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Shaping the next generation of the manufacturing industry


Earlier this month, our team in Brno, Czech Republic hosted an industry panel and discussion featuring representatives from the American Chamber of Commerce, the U.S. Embassy in Prague, McKinsey & Company and a variety of leading manufacturing companies in the region. Given the vast shortage of skilled technicians, the event facilitated discussions on how to address the lack of workforce today, as well as how to calibrate the education system for a workforce that matches tomorrow’s demand.

The event was a great opportunity to collaborate with Weston Stacey from the American Chamber of Commerce, Kelly Adams-Smith, Chargé d’Affaires at the U.S. embassy in Prague, and First Secretary for Economic Affairs Patrick Ellsworth, who were all actively involved in the roundtable discussions.

Strategizing solutions for workforce labor challenges

As part of the event, I moderated a discussion surrounding the labor workforce availability issue where participants explored the increasing demand for labor positions in the region’s manufacturing industry along with the impact of foreign labor from EU and non-EU countries. Participants explored a variety of strategies that employers can pursue to overcome the shortage of workers.

This is an issue that many manufacturing companies must deal with around the world. The workforce shortage in the Czech Republic is no different as citizens either are uninterested in the manufacturing jobs available or they have left the country to find work abroad.

As a result, manufacturing companies have had to look elsewhere for new workers from around the world. However, this presents its own set of challenges. Foreign employees often must navigate a range of administrative obstacles such as obtaining visas and work permits while meeting a variety of quotas in order to regulate excessive demand in the labor market in Eastern European countries.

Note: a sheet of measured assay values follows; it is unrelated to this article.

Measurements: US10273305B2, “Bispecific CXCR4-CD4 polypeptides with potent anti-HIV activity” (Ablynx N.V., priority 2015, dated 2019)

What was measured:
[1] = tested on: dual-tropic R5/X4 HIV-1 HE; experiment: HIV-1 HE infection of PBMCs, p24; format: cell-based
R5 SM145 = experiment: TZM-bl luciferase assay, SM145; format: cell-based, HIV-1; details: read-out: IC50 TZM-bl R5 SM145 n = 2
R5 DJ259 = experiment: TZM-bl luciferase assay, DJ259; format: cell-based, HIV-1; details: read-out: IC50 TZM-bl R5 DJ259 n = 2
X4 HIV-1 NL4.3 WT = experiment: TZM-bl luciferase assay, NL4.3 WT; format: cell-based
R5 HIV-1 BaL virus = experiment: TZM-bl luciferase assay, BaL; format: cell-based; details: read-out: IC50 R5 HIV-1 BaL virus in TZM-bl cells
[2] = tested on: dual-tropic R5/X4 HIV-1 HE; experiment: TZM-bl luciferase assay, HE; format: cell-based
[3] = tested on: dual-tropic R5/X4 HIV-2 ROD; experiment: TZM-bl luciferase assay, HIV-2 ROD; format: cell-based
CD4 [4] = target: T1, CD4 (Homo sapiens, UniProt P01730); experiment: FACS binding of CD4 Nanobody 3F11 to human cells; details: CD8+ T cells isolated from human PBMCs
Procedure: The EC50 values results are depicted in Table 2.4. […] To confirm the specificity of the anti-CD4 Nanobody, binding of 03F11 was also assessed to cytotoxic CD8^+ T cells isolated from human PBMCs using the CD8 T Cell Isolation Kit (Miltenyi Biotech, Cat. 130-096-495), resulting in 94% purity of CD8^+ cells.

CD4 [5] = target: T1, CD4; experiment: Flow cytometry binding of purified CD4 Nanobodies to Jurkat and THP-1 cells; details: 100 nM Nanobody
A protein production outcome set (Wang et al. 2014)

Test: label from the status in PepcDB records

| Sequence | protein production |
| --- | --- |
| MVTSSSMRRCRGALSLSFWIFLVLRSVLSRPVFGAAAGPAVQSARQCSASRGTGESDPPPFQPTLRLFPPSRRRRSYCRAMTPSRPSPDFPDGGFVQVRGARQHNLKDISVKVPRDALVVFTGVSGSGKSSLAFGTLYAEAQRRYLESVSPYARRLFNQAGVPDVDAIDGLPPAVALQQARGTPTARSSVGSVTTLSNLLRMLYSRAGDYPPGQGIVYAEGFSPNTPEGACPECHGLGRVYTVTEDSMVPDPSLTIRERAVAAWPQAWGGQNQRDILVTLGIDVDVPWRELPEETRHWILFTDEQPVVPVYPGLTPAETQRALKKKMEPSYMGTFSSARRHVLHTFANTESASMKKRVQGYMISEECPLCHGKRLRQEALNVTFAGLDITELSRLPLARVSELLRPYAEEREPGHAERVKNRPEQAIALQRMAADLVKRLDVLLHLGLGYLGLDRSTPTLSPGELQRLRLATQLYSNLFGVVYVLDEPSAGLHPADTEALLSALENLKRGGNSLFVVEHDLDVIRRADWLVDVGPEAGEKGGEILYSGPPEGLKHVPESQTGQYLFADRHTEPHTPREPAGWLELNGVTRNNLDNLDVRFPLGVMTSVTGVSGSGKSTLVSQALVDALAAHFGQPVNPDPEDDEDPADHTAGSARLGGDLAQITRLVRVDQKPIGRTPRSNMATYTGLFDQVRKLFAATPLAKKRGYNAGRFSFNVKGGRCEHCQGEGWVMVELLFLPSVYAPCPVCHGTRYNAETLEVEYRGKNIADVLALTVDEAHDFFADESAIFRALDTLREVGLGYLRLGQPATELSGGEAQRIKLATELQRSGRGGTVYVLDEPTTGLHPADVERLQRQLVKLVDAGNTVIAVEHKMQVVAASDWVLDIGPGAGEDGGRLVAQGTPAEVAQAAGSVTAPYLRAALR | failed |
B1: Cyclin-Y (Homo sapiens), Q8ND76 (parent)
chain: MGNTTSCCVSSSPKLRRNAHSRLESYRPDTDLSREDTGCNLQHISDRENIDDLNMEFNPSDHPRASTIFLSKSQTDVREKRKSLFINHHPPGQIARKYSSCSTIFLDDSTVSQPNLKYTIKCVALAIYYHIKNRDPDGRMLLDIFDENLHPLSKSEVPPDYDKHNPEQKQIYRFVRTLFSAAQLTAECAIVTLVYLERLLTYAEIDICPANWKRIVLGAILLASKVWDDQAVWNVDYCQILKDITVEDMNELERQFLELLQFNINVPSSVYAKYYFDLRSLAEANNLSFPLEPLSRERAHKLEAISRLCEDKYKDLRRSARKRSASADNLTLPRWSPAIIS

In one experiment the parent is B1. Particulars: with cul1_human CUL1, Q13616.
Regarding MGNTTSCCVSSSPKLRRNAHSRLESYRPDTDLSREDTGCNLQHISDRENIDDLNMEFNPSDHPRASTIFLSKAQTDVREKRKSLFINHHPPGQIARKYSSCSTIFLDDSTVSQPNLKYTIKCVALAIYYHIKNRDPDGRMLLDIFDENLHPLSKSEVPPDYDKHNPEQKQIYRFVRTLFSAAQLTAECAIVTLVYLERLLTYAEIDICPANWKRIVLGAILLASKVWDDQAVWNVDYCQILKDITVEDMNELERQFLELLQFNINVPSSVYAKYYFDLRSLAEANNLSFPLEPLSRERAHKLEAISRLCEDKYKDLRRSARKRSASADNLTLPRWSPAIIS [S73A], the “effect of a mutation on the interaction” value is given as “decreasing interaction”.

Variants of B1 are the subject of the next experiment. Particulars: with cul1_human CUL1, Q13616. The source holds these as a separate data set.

Bringing automation and “Industry 4.0” to life

Moderated by András Kadocsa, Associate Partner at McKinsey & Company, this discussion focused on the need to rethink the way companies conduct their business to become more digitally focused. With digital capabilities top-of-mind, manufacturing digitization in driven by four disruptive technologies that create a digital thread throughout the product lifecycle and are linked to intelligent machines and products.

The four areas of disruptive technologies are: analytics and intelligence, human-machine interaction, digital-to-physical conversion, and data and connectivity. As the supply chain and logistics industries move toward a smarter and more connected world, it’s become paramount for companies to digitize in order to optimize and grow their business. At ModusLink, we are primarily focused on leveraging analytics and intelligence to help enable data-driven decision making and inform customers about how they can better serve their own customers. By integrating the physical supply chain with digital commerce capabilities, we remove the complexities and risk that e-commerce brings, enabling companies to quickly expand into new regions or countries.

Following the roundtable discussions we held with industry leaders and government officials in the Czech Republic, the ModusLink team gained valuable insights as we continue to bring industry-leading analysis and digital capabilities to customers around the world.

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